While it’s clear natural selection is critical to life surving and adapting to their environment.  Burying the dead with flowers shows a clear understanding of death and a belief that there may be something more to life than just mating and hunting/gathering.  It’s unclear to me how this trait would have developed exclusively by natural selection.  How is that trait useful to them from an evolutionary standpoint?  I’m very curious for the evidence you cite to the contrary.


Lou Jost - #82769

October 2nd 2013

Certainly it is a big step to make burials. Chimps do apparently pay a lot of attention to their recently-dead comrades, though.

I think most biologists would say that natural selection favored strong social bonds in chimps and apes, but not anything as specific as decorating graves with flowers. That kind of behavior would be a side-effect of the strong social bonds.

I think elephants and dogs, at least, have been known to care for their sick.

I’m on my way to the jungle for a week, will answer in more detail then,

Lou


Andy Rutkowski - #82776

October 3rd 2013

Lou,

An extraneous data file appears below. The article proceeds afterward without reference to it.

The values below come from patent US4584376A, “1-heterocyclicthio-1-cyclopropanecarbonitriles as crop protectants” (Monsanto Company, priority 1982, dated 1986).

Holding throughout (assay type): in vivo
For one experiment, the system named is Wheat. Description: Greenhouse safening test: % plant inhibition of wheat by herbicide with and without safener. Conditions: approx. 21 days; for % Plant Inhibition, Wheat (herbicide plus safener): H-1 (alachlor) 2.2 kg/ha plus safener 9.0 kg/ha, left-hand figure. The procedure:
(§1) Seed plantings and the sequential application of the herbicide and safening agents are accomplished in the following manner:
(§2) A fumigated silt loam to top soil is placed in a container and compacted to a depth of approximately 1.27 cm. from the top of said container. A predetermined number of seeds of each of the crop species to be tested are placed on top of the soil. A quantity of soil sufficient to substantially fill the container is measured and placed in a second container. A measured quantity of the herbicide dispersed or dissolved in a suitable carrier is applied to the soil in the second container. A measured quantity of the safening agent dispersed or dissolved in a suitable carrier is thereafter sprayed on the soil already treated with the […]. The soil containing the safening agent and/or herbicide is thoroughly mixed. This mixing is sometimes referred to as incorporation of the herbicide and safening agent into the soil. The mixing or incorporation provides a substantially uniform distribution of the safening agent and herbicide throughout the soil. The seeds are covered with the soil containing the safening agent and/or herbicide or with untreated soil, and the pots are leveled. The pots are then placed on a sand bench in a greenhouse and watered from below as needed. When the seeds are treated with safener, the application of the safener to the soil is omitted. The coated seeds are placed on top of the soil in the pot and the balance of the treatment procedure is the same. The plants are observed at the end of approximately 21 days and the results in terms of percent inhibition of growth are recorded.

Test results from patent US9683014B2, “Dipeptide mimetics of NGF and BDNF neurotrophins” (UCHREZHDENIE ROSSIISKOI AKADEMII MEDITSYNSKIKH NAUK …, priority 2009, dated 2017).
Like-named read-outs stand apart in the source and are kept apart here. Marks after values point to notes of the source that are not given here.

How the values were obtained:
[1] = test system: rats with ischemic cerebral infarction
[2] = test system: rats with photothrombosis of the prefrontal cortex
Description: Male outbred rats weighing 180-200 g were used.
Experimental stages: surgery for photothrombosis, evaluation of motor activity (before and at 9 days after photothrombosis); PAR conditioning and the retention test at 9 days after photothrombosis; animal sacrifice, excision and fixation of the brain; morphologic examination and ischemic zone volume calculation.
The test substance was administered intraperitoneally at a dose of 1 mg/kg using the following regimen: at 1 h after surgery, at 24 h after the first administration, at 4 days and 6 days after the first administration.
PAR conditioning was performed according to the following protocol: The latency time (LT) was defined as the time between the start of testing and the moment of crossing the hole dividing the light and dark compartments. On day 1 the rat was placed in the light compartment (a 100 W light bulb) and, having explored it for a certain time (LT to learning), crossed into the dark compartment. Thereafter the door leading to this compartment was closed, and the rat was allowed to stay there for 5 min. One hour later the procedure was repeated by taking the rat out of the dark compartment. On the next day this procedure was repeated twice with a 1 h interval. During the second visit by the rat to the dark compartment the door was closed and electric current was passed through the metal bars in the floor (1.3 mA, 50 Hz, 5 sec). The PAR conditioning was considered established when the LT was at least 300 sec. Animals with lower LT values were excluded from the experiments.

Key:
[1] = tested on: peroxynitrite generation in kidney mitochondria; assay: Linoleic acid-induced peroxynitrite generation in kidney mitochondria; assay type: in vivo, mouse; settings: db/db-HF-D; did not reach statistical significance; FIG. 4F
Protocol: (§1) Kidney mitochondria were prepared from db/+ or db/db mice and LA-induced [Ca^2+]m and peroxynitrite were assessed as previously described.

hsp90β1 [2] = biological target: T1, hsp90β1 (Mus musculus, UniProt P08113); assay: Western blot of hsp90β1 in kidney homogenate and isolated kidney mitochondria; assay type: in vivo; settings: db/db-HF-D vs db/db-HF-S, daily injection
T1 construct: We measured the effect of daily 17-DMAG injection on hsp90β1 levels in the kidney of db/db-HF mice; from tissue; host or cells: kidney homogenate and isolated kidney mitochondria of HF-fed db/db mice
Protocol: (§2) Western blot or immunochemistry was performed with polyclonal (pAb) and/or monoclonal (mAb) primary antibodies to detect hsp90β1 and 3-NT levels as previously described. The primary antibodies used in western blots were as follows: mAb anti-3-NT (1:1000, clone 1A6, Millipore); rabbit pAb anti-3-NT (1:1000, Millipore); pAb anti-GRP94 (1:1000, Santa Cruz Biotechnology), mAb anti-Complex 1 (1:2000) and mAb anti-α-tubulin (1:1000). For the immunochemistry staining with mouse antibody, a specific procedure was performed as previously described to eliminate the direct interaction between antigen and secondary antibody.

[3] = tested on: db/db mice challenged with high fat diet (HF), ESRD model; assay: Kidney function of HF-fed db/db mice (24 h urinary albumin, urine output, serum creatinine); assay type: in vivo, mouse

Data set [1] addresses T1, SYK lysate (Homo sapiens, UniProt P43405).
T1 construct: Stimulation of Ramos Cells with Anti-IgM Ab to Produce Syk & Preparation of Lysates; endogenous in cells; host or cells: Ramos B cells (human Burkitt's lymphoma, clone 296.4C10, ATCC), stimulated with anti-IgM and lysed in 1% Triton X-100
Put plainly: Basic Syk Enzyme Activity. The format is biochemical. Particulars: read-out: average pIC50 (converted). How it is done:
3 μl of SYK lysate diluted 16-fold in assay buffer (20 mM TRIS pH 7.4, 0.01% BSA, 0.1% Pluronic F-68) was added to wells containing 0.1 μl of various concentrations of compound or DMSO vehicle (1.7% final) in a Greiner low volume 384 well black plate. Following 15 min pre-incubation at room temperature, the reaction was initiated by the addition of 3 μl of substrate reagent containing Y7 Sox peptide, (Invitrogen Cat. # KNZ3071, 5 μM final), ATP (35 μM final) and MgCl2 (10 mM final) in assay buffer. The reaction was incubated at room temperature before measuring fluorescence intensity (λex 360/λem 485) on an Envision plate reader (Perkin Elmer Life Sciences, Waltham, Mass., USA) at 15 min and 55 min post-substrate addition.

I think I follow your logic.  Strong social bonds, combined with increased intelligence, and an ability to communicate via speech (all courtesy of natural selection) gave Neandertals the tools to begin processing deeper concepts.  What I find intriguing is what really compelled them to bury their dead with flowers.

Hope you enjoy your time in the jungle.  I’ve got 3 boys 5 and under so, at this stage in my life, I’ve got plenty of wildlife at home.


Lou Jost - #82779

October 3rd 2013

Thanks Andy, I will enjoy it. I’ll get to interact with wild primates too… Capuchins especially remind me of little impish children. They shake branches at me, even throw poop at me. (You are lucky human kids don’t do that!)


Andy Rutkowski - #82782

October 3rd 2013

My kids do things pretty close to that that sometimes   They are a handful.

Seriously, hope you have a rewarding time.


Andy Rutkowski - #82758

October 2nd 2013

Another question.  From a theistic evolutionary perspective, if it could be demonstrated that these traits developed exclusively from natural selection, is that a problem theologically?  Obviously there would be a cut line from other life form for when human consciousness (image of God) began, but as TEs believe God created using evolutionary means, is there an issue with God taking steps to develop human consciousness?